Are You Buying Less To Get More?

I got an interesting e-mail the other day from a graduate student at the City University of New York. Kirsten Firminger is enrolled in CUNY’s Social Psychology program and she’s looking for volunteers in the New York metro area to participate in an online research survey about buying less. Rather than focus on people who are buying less because of the recession, she is looking for people who have voluntarily chosen to reduce how much they buy.

Kirsten says the purpose of her research is to get a better understanding of how people learn to buy less and what barriers and supports people have encountered while trying to voluntarily buy less. She also says:

It does not matter how long you have been buying less or how successful you have been — I am interested in learning about all the different experiences people have had. Similarly, I would like to hear from people who have chosen to buy less for a variety of reasons. You could be buying less because you are:

  • Concerned about the environment
  • Looking to save money or be financially independent
  • Want to live a simpler, less materialistic lifestyle
  • Unhappy with the influence and conduct of corporations or businesses
  • Whatever the reason you choose to voluntarily buy less, I am interested in what you have to say.

In order to participate, you need to:

  • be currently living in the New York City Metro area,
  • have voluntarily chosen to buy less, and
  • be over the age of 18.

For more information and to participate, please click here.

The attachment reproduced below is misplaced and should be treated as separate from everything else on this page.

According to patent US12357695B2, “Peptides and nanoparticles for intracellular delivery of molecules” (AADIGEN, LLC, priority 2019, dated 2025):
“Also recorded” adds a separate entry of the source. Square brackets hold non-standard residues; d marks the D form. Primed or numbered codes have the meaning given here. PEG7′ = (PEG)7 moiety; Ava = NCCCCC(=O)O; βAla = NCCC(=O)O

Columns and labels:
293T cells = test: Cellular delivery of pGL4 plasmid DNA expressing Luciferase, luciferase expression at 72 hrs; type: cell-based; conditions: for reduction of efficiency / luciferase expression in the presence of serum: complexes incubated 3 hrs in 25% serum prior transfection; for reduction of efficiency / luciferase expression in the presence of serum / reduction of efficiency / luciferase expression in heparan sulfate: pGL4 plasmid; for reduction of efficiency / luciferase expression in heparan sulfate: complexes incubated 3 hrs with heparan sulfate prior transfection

Kirsten says the survey takes around 15 – 25 minutes to fill out. Participation is voluntary and all information provided will be treated as confidential. She can be reached at kfirminger[AT] or 718-238-1803.


Vote ‘Yes’ Tuesday on Public Question 1

The Northeast Organic Farming Association of New Jersey is calling on voters to go to the polls tomorrow and vote YES on Public Question #1. This is the ballot question that will assure continued funding for Green Acres, farmland preservation and historic preservation, and yes, you have been asked to support this initiative many times over the last four decades. And it has worked: According to NOFA-NJ, more than 1,800 farms totaling 176,500 acres have been preserved since the first open space ballot in 1961.

More remains to be done. As David and Michelle Glenn, NOFA-NJ’s co-executive directors, wrote in an email to me this morning:

On Election Day, Nov. 3, voters can decide whether we will remain the Garden State or be doomed to the Strip Mall State. Now is truly the time to “choose it or lose it!”